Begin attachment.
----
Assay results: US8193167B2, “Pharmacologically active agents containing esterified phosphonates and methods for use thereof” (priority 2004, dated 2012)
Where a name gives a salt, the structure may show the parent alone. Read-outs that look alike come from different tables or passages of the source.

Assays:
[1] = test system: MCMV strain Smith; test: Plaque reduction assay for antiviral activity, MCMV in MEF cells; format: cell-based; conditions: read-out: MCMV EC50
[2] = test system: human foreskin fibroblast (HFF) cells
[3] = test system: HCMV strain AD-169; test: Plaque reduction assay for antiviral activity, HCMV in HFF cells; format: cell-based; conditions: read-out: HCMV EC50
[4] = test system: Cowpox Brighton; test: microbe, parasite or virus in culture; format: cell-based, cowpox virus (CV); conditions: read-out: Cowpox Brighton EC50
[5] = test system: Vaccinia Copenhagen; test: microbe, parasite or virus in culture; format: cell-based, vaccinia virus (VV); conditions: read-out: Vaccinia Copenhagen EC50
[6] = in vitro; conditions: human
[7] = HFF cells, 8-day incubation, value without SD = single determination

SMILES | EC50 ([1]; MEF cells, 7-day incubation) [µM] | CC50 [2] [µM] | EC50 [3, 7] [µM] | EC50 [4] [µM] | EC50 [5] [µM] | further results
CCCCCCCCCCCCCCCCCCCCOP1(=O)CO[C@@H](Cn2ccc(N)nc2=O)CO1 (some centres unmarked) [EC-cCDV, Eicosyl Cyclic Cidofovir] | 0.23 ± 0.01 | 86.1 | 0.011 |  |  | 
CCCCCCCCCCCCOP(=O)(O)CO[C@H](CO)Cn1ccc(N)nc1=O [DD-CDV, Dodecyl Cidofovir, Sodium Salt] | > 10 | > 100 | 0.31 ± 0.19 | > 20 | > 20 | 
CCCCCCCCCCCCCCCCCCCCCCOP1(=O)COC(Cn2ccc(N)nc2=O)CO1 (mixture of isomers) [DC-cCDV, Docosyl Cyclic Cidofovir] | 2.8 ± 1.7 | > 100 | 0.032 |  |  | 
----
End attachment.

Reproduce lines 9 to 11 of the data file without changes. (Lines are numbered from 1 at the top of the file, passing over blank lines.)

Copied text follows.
[6] = in vitro; conditions: human
[7] = HFF cells, 8-day incubation, value without SD = single determination

SMILES | EC50 ([1]; MEF cells, 7-day incubation) [µM] | CC50 [2] [µM] | EC50 [3, 7] [µM] | EC50 [4] [µM] | EC50 [5] [µM] | further results